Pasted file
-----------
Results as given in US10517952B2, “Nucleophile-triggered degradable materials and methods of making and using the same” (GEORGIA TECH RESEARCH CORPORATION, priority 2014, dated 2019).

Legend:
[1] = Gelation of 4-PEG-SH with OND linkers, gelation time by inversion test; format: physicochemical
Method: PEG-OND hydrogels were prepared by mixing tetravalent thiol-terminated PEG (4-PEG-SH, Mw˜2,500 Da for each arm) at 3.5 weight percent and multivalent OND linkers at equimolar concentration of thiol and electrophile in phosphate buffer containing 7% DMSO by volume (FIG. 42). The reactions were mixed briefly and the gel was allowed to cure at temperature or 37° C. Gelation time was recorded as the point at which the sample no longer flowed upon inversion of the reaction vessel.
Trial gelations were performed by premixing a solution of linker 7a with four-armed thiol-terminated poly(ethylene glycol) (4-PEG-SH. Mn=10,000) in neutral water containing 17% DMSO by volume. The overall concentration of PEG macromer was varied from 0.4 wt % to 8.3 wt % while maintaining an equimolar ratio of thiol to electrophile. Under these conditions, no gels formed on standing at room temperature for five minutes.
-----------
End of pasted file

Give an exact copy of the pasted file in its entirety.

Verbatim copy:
Results as given in US10517952B2, “Nucleophile-triggered degradable materials and methods of making and using the same” (GEORGIA TECH RESEARCH CORPORATION, priority 2014, dated 2019).

Legend:
[1] = Gelation of 4-PEG-SH with OND linkers, gelation time by inversion test; format: physicochemical
Method: PEG-OND hydrogels were prepared by mixing tetravalent thiol-terminated PEG (4-PEG-SH, Mw˜2,500 Da for each arm) at 3.5 weight percent and multivalent OND linkers at equimolar concentration of thiol and electrophile in phosphate buffer containing 7% DMSO by volume (FIG. 42). The reactions were mixed briefly and the gel was allowed to cure at temperature or 37° C. Gelation time was recorded as the point at which the sample no longer flowed upon inversion of the reaction vessel.
Trial gelations were performed by premixing a solution of linker 7a with four-armed thiol-terminated poly(ethylene glycol) (4-PEG-SH. Mn=10,000) in neutral water containing 17% DMSO by volume. The overall concentration of PEG macromer was varied from 0.4 wt % to 8.3 wt % while maintaining an equimolar ratio of thiol to electrophile. Under these conditions, no gels formed on standing at room temperature for five minutes.